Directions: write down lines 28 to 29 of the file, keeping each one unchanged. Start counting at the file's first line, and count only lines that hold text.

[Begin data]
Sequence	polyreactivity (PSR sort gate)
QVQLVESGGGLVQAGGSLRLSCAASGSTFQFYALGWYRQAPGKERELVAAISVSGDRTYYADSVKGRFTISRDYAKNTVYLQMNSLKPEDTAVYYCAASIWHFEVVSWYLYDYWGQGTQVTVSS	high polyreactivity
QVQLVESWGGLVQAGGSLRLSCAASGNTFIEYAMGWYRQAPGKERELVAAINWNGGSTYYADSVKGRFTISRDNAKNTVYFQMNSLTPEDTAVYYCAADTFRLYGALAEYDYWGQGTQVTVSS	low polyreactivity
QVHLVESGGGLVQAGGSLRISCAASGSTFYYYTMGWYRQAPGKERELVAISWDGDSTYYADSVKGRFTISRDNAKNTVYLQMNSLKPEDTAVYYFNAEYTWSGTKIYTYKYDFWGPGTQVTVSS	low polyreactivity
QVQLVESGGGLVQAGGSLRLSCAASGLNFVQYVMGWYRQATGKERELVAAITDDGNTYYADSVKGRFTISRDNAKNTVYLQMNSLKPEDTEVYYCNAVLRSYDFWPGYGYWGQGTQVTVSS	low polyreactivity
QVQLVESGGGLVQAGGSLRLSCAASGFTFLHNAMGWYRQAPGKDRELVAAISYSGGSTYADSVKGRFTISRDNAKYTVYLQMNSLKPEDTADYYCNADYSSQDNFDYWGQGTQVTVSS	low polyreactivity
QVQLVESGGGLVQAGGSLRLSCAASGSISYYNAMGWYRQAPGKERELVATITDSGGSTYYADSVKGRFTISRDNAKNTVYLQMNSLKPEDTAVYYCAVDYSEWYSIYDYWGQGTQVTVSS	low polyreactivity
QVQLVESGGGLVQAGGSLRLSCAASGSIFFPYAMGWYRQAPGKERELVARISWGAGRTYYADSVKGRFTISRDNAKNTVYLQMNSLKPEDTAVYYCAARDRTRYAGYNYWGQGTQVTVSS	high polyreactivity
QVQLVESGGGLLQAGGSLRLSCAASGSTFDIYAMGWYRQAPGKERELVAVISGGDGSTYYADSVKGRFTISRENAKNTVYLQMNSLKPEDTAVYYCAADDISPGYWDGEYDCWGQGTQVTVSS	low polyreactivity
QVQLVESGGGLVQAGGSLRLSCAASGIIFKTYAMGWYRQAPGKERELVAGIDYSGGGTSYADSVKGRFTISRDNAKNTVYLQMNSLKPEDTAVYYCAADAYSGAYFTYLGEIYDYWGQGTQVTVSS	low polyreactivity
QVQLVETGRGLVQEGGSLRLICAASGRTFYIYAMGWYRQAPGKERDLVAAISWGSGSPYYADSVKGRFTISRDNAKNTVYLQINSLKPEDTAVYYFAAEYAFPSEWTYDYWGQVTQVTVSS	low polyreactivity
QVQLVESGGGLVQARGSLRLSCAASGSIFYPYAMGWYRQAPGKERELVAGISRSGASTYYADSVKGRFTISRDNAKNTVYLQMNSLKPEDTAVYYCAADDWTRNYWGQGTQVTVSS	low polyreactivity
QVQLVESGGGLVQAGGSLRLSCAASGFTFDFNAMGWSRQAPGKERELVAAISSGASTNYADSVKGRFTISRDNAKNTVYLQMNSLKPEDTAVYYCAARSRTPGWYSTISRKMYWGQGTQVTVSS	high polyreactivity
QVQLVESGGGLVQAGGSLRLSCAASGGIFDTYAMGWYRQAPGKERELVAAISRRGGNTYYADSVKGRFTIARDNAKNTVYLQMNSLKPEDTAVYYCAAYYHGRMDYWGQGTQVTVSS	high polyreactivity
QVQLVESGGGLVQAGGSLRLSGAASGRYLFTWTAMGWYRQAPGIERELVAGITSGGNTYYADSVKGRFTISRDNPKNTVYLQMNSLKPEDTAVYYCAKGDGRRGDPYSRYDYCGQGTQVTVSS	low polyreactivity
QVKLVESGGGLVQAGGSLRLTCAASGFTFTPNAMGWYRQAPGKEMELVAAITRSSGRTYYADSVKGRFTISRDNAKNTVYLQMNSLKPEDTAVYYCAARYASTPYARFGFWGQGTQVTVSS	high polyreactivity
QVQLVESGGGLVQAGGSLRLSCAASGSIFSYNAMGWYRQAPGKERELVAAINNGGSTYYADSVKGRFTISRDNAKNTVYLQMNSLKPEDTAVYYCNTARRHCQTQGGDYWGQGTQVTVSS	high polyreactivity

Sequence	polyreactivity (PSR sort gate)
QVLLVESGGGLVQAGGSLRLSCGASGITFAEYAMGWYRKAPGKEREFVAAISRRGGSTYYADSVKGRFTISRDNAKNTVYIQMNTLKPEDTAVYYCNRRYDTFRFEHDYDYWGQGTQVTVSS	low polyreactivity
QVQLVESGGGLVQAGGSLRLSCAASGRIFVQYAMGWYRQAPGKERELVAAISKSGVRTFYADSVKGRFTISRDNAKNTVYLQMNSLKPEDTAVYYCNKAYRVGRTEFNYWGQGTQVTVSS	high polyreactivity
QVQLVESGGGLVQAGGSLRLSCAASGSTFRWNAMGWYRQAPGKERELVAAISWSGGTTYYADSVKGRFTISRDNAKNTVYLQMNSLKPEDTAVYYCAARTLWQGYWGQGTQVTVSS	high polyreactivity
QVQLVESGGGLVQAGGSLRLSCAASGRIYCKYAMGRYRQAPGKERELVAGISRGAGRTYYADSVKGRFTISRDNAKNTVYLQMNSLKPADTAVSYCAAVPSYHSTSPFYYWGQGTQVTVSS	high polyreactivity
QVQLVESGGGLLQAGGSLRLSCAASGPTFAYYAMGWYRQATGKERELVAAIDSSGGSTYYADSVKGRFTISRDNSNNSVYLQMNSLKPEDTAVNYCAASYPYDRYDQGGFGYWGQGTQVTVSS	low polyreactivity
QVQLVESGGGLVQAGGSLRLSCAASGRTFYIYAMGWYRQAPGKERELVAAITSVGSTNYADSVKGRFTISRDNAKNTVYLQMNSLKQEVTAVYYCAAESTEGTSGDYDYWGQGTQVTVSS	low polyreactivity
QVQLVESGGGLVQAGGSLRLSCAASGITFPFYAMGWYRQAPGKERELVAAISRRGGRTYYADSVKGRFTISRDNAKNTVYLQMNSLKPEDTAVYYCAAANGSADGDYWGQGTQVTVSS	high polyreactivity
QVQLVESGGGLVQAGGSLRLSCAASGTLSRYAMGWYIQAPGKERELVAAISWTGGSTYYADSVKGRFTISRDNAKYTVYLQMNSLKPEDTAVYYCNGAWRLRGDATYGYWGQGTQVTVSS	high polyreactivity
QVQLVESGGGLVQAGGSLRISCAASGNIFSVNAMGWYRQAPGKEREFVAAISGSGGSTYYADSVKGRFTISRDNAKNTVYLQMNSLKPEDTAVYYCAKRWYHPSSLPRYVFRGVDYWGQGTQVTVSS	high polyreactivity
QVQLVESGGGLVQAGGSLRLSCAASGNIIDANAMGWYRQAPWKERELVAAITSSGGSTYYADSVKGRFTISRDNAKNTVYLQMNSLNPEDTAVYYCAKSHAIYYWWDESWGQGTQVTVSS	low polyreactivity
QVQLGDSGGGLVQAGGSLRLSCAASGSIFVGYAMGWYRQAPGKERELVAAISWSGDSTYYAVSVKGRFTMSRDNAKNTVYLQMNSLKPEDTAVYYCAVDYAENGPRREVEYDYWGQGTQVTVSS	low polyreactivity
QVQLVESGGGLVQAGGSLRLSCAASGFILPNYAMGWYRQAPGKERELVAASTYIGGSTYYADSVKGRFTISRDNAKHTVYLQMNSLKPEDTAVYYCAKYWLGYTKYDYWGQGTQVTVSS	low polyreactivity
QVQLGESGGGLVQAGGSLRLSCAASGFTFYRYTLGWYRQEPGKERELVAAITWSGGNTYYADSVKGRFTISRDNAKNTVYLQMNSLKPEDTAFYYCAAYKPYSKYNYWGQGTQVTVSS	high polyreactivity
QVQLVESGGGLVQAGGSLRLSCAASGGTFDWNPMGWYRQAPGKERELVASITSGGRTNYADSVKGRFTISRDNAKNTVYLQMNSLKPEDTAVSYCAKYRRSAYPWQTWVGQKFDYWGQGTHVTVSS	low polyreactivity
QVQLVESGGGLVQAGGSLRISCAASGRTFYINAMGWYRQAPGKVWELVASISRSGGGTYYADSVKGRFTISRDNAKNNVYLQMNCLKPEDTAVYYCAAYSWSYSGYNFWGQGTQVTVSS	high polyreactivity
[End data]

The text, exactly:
QVQLVESGGGLVQAGGSLRLSCAASGNIIDANAMGWYRQAPWKERELVAAITSSGGSTYYADSVKGRFTISRDNAKNTVYLQMNSLNPEDTAVYYCAKSHAIYYWWDESWGQGTQVTVSS	low polyreactivity
QVQLGDSGGGLVQAGGSLRLSCAASGSIFVGYAMGWYRQAPGKERELVAAISWSGDSTYYAVSVKGRFTMSRDNAKNTVYLQMNSLKPEDTAVYYCAVDYAENGPRREVEYDYWGQGTQVTVSS	low polyreactivity